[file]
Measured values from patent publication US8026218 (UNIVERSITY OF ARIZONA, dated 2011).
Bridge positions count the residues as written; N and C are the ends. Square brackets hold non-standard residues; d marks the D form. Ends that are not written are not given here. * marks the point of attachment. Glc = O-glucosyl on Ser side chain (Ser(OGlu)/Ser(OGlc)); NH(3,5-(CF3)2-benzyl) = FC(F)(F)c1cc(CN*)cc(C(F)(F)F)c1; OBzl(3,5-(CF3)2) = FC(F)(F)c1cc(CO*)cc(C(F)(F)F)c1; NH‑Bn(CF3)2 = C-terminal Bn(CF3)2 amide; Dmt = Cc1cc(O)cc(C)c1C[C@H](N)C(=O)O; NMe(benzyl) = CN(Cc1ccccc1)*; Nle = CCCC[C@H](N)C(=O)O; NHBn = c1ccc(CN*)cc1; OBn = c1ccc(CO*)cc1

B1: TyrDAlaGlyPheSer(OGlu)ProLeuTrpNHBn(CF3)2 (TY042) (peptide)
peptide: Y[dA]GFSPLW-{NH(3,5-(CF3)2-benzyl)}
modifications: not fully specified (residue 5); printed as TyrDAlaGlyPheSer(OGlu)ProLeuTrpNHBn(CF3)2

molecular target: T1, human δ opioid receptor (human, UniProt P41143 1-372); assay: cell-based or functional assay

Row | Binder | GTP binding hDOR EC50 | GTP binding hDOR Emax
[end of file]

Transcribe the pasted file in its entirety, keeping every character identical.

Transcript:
Measured values from patent publication US8026218 (UNIVERSITY OF ARIZONA, dated 2011).
Bridge positions count the residues as written; N and C are the ends. Square brackets hold non-standard residues; d marks the D form. Ends that are not written are not given here. * marks the point of attachment. Glc = O-glucosyl on Ser side chain (Ser(OGlu)/Ser(OGlc)); NH(3,5-(CF3)2-benzyl) = FC(F)(F)c1cc(CN*)cc(C(F)(F)F)c1; OBzl(3,5-(CF3)2) = FC(F)(F)c1cc(CO*)cc(C(F)(F)F)c1; NH‑Bn(CF3)2 = C-terminal Bn(CF3)2 amide; Dmt = Cc1cc(O)cc(C)c1C[C@H](N)C(=O)O; NMe(benzyl) = CN(Cc1ccccc1)*; Nle = CCCC[C@H](N)C(=O)O; NHBn = c1ccc(CN*)cc1; OBn = c1ccc(CO*)cc1

B1: TyrDAlaGlyPheSer(OGlu)ProLeuTrpNHBn(CF3)2 (TY042) (peptide)
peptide: Y[dA]GFSPLW-{NH(3,5-(CF3)2-benzyl)}
modifications: not fully specified (residue 5); printed as TyrDAlaGlyPheSer(OGlu)ProLeuTrpNHBn(CF3)2

molecular target: T1, human δ opioid receptor (human, UniProt P41143 1-372); assay: cell-based or functional assay

Row | Binder | GTP binding hDOR EC50 | GTP binding hDOR Emax